Rook is the name of a group of games and of the special deck of cards for the game which was introduced by Parker Brothers in 1906. The games are popular in Eastern Kentucky, in the Mennonite communities of Southern Ontario (near Elmira / Waterloo), Manitoba, Pennsylvania and Ohio, and probably also in other parts of North America.
It is likely that Rook cards were introduced for the benefit of members of fundamentalist protestant religions, such as the Mennonites, who considered (and in some cases still consider) playing cards to be the "devil's tool". They were forbidden to play cards; but Parker Brothers filled the void with a game that was played like cards but did not use the standard playing card deck. There are people who refuse to play any cards with a standard deck but who will happily play Rook all night every weekend. There is a close parallel here with Kvitlech cards, which were playing cards bearing numbers, made for use by Central European Jews who were also forbidden by their religion to use standard cards.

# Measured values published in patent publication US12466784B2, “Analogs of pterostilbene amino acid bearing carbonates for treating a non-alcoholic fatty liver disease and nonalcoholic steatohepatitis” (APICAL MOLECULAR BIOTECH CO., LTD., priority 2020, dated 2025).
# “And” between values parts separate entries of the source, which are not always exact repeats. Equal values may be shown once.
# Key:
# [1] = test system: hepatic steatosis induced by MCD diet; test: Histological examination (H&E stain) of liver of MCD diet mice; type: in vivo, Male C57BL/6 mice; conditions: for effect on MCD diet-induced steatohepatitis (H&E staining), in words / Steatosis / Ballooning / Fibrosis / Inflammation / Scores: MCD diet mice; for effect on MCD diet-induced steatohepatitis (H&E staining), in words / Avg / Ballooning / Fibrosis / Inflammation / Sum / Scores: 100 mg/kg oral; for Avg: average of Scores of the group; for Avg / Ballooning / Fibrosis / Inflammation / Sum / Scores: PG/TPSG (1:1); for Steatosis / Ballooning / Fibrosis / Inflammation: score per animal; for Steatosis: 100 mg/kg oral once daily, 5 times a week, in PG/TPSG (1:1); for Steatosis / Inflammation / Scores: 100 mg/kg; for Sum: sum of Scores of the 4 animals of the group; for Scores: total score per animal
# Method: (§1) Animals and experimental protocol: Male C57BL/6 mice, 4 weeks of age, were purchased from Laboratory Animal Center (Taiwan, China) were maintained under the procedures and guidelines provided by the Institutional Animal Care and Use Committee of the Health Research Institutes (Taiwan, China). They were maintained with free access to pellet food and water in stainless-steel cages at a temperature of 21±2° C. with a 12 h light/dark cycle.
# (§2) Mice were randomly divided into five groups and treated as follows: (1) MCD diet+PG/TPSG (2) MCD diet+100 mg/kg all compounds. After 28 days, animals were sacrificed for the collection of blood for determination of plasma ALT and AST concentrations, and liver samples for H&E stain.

The deck normally comes with a booklet describing a number games which can be played with the cards. The main group of games are point trick games with trumps and bidding. The cards in each suit rank from 14 (high) to 1 (low) and the counting cards are generally the 14 and 10 of each suit (worth 10 points each) and the 5 (worth 5 points). The Rook card, when used, is worth 20, and is generally an extra trump. In some games the 1 is promoted to rank above the 14 and is worth 15 points.
On this web page, I describe two Rook games, Kentucky Rook and Call Partner Rook, neither of which is exactly like any of the games described in the book provided with the cards (at least not in any edition I have seen). If players of these or other variations of Rook would like to let me know the details of the versions they play, I would be happy to add this further information to the page.
*Information courtesy of John McLeod